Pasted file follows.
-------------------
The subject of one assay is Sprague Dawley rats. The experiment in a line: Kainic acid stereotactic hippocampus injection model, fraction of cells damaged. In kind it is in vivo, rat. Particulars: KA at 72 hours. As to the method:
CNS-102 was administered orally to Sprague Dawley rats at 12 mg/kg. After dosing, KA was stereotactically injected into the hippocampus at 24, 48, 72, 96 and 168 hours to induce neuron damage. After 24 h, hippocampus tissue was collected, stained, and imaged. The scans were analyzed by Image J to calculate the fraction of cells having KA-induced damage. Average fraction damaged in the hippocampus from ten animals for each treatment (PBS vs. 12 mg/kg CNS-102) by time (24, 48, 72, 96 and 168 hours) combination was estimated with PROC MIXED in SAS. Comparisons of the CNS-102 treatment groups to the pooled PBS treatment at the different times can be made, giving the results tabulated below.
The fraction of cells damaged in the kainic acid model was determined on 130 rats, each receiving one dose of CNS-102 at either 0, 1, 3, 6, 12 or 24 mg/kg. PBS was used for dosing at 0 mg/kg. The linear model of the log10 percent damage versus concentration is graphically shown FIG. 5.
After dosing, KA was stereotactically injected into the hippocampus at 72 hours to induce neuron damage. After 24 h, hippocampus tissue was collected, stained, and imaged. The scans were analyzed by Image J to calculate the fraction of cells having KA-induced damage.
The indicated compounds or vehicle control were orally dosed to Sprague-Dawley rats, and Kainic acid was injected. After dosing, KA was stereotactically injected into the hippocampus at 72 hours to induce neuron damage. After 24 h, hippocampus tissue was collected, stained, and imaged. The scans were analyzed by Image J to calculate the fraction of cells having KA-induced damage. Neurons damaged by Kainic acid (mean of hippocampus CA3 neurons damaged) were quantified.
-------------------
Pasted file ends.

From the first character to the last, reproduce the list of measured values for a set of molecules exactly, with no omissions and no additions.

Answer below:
The subject of one assay is Sprague Dawley rats. The experiment in a line: Kainic acid stereotactic hippocampus injection model, fraction of cells damaged. In kind it is in vivo, rat. Particulars: KA at 72 hours. As to the method:
CNS-102 was administered orally to Sprague Dawley rats at 12 mg/kg. After dosing, KA was stereotactically injected into the hippocampus at 24, 48, 72, 96 and 168 hours to induce neuron damage. After 24 h, hippocampus tissue was collected, stained, and imaged. The scans were analyzed by Image J to calculate the fraction of cells having KA-induced damage. Average fraction damaged in the hippocampus from ten animals for each treatment (PBS vs. 12 mg/kg CNS-102) by time (24, 48, 72, 96 and 168 hours) combination was estimated with PROC MIXED in SAS. Comparisons of the CNS-102 treatment groups to the pooled PBS treatment at the different times can be made, giving the results tabulated below.
The fraction of cells damaged in the kainic acid model was determined on 130 rats, each receiving one dose of CNS-102 at either 0, 1, 3, 6, 12 or 24 mg/kg. PBS was used for dosing at 0 mg/kg. The linear model of the log10 percent damage versus concentration is graphically shown FIG. 5.
After dosing, KA was stereotactically injected into the hippocampus at 72 hours to induce neuron damage. After 24 h, hippocampus tissue was collected, stained, and imaged. The scans were analyzed by Image J to calculate the fraction of cells having KA-induced damage.
The indicated compounds or vehicle control were orally dosed to Sprague-Dawley rats, and Kainic acid was injected. After dosing, KA was stereotactically injected into the hippocampus at 72 hours to induce neuron damage. After 24 h, hippocampus tissue was collected, stained, and imaged. The scans were analyzed by Image J to calculate the fraction of cells having KA-induced damage. Neurons damaged by Kainic acid (mean of hippocampus CA3 neurons damaged) were quantified.